Why School Buses Have White Roofs

Why School Buses Have White Roofs


Ever ridden on a school bus? I’ll bet you did! The most prominent thing about them (at least
in the U.S.) is that they’re yellow. But their roofs are usually a different color
– white. So why is that? Let’s find out! There are, in fact, several reasons. The first one is obvious if you remember that
not many school buses are equipped with AC. Now imagine a super-hot day right before summer
break and a bunch of kids in a metal box on wheels. This ride would be anything but comfortable,
right? That’s why keeping the interior temperature
of a bus lower becomes an important issue. Why do we tend to wear light-colored clothes
during the summer? Yup, because these colors absorb less solar
heat, reflecting it instead. And thanks to that, you don’t feel like
bacon in a frying pan. But the same trick works with other things
besides clothes. The white roof of a bus makes the temperature
inside drop an average of 10 degrees during warm seasons and only 3 to 4 degrees in wintertime. And even if a bus has AC, the white top helps
reduce fuel consumption by 20%. That’s great, both from a financial and
ecological point of view. But white-topped buses are also much easier
to spot from afar by the drivers of other vehicles, which makes the trip to school safer. Besides, in the case of an emergency, a bus
will be noticed faster by a rescue helicopter. Finally, not painting the roof the same yellow
color as the rest of a bus is just cheaper, since the material most bus manufacturers
use is already white. And while the iconic yellow school buses are
common around the world (except for the color, which can vary) there are school buses that
are anything but ordinary. Just look… Monster Truck
The owner of this vehicle turned a vintage 1956 school bus into a real giant! The size is impressive: it’s 13 feet high,
22 feet long, has 25-inch-rims, and weighs 19,000 pounds. Would you want to take a ride? Let me know! As you can guess, this truck doesn’t bring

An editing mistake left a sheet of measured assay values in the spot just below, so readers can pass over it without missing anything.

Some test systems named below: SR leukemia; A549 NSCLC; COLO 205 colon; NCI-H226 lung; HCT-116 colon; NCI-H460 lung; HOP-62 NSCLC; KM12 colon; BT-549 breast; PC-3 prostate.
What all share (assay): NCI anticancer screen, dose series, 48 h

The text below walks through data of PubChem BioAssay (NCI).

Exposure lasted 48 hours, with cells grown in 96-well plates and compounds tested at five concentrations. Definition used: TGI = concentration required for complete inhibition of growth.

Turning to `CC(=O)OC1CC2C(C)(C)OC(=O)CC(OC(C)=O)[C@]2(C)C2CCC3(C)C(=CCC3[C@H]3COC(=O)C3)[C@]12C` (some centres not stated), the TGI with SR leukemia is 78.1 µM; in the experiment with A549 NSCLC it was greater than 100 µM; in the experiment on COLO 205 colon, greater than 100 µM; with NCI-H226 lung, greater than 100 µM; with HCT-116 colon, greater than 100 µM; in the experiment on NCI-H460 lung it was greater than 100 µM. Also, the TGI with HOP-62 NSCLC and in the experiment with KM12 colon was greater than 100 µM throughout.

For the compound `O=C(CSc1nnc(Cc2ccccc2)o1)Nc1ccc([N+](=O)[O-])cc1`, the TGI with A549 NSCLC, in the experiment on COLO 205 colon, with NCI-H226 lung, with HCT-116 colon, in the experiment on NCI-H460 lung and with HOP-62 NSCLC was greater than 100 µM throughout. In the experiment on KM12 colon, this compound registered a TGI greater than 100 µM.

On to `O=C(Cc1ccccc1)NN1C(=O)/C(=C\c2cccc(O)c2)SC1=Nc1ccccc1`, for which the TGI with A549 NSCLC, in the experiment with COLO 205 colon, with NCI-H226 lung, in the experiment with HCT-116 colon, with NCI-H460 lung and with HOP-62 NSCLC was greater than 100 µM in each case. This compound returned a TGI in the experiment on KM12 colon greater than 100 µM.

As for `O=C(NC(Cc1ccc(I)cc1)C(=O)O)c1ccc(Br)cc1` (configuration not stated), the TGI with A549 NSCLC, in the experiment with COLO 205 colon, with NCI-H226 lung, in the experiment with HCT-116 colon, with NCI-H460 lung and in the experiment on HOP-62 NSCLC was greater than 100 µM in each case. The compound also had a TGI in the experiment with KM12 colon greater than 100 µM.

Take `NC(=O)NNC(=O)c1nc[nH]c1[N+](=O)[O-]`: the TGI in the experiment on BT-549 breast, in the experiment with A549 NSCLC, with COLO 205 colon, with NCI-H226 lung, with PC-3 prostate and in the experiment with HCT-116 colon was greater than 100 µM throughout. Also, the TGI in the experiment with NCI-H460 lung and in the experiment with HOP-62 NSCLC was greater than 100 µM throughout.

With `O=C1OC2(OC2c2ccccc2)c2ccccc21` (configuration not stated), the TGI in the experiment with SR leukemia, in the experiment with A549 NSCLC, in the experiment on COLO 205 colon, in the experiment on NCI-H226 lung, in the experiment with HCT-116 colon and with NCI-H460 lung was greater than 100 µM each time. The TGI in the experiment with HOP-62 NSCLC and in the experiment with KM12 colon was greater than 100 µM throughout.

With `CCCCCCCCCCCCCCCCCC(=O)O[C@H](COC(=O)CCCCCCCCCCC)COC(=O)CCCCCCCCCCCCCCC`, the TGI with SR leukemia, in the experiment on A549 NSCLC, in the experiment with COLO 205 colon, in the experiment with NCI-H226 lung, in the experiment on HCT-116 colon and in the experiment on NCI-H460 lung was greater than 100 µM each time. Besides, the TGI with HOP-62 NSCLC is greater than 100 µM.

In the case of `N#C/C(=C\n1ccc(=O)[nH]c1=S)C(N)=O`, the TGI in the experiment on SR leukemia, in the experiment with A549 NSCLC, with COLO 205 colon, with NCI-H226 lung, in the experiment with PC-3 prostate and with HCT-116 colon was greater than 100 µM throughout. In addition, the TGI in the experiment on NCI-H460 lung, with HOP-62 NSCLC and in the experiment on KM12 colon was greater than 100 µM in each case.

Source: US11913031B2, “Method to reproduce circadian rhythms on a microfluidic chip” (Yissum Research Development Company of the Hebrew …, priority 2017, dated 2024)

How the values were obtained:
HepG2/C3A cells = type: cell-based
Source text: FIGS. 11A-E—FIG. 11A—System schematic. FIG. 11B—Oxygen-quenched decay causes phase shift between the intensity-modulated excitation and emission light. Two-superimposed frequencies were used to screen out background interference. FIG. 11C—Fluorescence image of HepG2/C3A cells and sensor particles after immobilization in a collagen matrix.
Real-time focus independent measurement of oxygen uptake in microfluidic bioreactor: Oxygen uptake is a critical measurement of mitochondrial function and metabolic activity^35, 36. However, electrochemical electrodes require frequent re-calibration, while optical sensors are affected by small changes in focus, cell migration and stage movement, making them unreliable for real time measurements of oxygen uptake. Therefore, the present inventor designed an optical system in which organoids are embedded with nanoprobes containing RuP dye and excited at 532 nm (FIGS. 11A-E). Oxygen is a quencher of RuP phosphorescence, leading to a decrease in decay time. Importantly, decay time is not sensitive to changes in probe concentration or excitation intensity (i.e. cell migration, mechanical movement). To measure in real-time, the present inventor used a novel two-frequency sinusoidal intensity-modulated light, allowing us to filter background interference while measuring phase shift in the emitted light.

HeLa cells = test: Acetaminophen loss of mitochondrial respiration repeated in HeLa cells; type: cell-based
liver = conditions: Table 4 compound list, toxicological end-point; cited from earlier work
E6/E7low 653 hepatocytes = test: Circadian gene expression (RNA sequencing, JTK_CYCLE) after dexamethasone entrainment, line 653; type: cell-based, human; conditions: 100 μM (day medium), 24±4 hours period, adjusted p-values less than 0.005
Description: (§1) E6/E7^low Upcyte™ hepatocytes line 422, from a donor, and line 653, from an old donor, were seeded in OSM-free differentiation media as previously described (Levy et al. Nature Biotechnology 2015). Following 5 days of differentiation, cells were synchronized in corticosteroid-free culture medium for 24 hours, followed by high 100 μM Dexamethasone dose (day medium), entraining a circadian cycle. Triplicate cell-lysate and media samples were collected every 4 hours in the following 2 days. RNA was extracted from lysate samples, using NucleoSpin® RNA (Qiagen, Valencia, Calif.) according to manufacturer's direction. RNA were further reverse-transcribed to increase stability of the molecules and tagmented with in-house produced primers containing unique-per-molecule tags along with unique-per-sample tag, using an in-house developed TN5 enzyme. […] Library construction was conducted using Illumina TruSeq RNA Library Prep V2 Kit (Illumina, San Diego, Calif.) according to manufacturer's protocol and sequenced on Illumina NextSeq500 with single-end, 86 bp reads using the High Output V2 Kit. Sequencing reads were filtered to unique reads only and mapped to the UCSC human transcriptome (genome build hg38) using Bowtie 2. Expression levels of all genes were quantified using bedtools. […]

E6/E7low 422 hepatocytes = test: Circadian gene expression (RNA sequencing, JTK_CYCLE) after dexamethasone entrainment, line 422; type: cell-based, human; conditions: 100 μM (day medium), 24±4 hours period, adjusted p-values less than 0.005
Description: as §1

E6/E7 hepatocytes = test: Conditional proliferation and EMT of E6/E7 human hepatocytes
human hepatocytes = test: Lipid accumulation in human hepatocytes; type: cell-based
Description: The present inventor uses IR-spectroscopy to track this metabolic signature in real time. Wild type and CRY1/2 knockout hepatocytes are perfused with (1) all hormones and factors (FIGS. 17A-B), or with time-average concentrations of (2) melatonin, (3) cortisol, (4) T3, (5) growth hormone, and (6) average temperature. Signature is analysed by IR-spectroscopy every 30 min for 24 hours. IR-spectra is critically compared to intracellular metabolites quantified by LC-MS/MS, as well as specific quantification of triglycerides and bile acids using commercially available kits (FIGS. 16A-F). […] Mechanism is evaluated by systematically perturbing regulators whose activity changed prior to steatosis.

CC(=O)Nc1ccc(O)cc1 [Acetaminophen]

kids to school daily, but they can still get a ride. Its owner modified the bus back in 2002, and
since that time, it’s served different purposes like being a means of transportation for a
youth center, a school district, and a children’s hospital. Pikachu Bus
The US chose the sunny color in 1939, creating national standards because it makes a vehicle
highly visible on the road. However, in Japan, school buses don’t have
a standard color. But they don’t have problems standing out
and letting all the other drivers know that this vehicle has kids onboard. An Osaka kindergarten bus design was inspired
by one of the most famous anime characters ever – Pikachu. Actually, using anime characters for modifying
school buses is pretty common for this country. There, you’ll find Hello Kitty and Totoro
Neko on the buses, plus more! Rickshaw Bus
Imagine a metal box secured to a bike and you’ll get an idea of what a rickshaw is. This mode of transportation is still used
for school children in different parts of India. This vehicle doesn’t provide much space;
that’s why kids’ bags usually travel on the roof. Though the government is concerned about the
safety of these rides and has tried to phase them out in favor of buses, rickshaws are
still used since the drivers don’t want to lose a big part of their income. School Yellow Boat
Getting to school in this village in the Philippines, used to be no easy feat. Kids had to wade more than 1 mile in chest-deep
water, holding their books over their heads to reach a school in Zamboanga City. But everything changed when the Yellow Boat
of Hope Foundation took the matter into their own hands and gifted the village community